Those three primary criteria are vetted through a multistep process that one awardee described as long, all-encompassing and very difficult.

Room for improvement?

Particularly from a private sector perspective, one and a half years — the time between the GIF’s inaugural announcement and the launch of its first investments — is a long time to wait for funding. Factor in GIF’s multitiered funding structure, which may lead to further funding from the GIF, and the life cycle of a single generation of investments could extend beyond GIF’s five-year donor commitment.

Much of the first year and a half of the GIF was spent setting up the organization, bringing on staff and creating their customer service standards, which are due to be released in the next 60 days. And that certainly had an impact on how long it took to make these first awards.

Asked whether GIF hopes to shorten the timeline, Lalwani pointed out that GIF is still “in its infancy,” but that as a “learning organization, there’s plenty of opportunities to improve.”

“Our capacity is increasing all the time, which will change some of our timelines, But we have been and will continue to be responsive to opportunities we think are high potential,” he said.

Specifically, GIF will ramp up operations in terms of the number and scale of investments, in addition to growing the GIF team from 16 current staff to around 20 by the end of 2016, after doubling its staff in the last year. Among those new hires will be a general counsel, a new chief financial officer, a communications lead and potential additions to the economic and analytic teams that work on impact measurement, Zwane said.

“We’re also very actively this year building partnerships, in ways that can help us operate effectively but also [to] source high-potential investments too,” Lalwani said.

GIF’s financial instruments include a range of grants, convertible loans, working capital loans and equity investments, the latter being, as Lalwani put it, “quite responsive” when a shorter time frame is necessary.

Other questions about how to improve the GIF’s model mirror those in venture capital financing: how do you match an investment with the financial instrument best-suited for the company, organization or product’s stage in the pipeline?

Pointing to lackluster returns on venture capital in the U.S. — currently less than 1 percent — Geoff Mulgan, chief executive for the National Endowment for Science, Technology and the Arts called on the GIF to go “beyond our existing repertoire of funding tools.”

“A capital market should be a way to link money to the uses that are the most productive, whether that’s economically or socially, but the truth is our capital markets, whether here in London, U.S., Shanghai, are actually not very good at doing this,” he said. “We have to be much more rigorous and much more imaginative in getting capital where it needs to be.”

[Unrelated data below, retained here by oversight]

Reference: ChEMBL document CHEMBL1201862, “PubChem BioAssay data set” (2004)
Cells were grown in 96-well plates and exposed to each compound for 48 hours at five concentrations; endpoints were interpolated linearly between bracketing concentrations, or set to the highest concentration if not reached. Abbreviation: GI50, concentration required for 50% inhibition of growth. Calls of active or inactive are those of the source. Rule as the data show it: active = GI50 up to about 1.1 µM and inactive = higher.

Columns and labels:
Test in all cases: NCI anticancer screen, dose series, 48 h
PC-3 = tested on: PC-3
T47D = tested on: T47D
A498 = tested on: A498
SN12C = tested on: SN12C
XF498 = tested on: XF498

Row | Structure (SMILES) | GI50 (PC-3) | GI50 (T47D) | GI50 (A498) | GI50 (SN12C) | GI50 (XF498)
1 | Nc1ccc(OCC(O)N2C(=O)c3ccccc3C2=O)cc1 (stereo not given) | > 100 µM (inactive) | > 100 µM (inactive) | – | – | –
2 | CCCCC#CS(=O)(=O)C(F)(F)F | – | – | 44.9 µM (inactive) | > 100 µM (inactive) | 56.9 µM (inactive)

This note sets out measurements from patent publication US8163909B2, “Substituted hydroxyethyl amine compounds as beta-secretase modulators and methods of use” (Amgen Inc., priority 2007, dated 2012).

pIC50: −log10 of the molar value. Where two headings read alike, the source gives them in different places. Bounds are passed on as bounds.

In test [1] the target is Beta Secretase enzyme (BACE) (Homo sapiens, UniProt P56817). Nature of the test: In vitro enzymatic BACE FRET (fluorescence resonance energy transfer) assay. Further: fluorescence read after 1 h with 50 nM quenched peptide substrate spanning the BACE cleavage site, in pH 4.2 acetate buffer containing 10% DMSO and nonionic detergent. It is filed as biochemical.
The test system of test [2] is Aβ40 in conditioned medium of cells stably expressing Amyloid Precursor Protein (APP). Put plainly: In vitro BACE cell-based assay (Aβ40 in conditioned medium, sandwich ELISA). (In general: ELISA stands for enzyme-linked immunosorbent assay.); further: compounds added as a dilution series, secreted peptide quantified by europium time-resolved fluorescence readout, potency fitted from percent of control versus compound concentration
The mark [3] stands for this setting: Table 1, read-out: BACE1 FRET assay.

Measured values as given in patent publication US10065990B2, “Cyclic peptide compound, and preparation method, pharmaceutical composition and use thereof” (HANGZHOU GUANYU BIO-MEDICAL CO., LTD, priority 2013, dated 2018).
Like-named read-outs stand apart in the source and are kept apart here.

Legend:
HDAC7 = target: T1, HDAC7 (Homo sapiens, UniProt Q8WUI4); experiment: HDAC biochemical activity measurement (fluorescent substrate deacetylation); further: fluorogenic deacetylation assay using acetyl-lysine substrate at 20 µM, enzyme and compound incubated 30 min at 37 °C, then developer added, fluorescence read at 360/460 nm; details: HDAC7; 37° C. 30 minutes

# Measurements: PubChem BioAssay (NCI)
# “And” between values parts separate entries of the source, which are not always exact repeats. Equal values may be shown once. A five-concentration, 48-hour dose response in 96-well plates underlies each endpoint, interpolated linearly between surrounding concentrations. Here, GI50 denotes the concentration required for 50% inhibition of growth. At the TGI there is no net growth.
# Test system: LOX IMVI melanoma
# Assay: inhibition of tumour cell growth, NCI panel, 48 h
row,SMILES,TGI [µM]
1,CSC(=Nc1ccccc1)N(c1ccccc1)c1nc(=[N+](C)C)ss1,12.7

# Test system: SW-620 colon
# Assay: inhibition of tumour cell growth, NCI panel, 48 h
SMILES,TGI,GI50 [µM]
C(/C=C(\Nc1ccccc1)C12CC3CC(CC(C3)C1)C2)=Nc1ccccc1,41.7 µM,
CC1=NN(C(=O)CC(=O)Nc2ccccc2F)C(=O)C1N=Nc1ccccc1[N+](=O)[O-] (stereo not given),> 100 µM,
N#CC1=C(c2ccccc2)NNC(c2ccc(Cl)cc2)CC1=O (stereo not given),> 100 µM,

“Fast-tracking” equity investments is one way to create a smarter and more reactive pipeline, Lalwani said, but also pointed out that through all of its investments the GIF focuses on evidence-based outcomes and structures instruments in a way that encourages recipients to innovate throughout the process.

“We will not do innovative financing for its own sake; only where we think it’s needed to drive the highest social value,” Lalwani said.

In some cases, as with the majority of the awards announced last week, that means offering a program or organization a loan to look at testing or scaling a product or intervention, rather than investing in a company. What’s innovative in those cases is the way grants are structured to be “outcomes-based and drive social value creation, which is not how most “traditional” grants are structured in other funds/foundations,” he said.

It’s all a part of the GIF’s efforts, despite the early stage and questions around the quickest and most effective ways to get good projects up and running, to prove “there is a new model,” Russell Siegelman, board chair of GIF told Devex.

“We want to show there's a new way to fund and support and select for great social ventures and that the way you find them is not by dumping tons of money on them and hoping they will work out,” he said.

West Coast Correspondent Catherine Cheney contributed reporting.

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About the author

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Molly Andersmollyanders_dev

Molly is a global development reporter for Devex. Based in London, she covers U.K. foreign aid and trends in international development. She draws on her experience covering aid legislation and the USAID implementer community in Washington, D.C., as well as her time as a Fulbright Fellow and development practitioner in the Middle East to develop stories with insider analysis.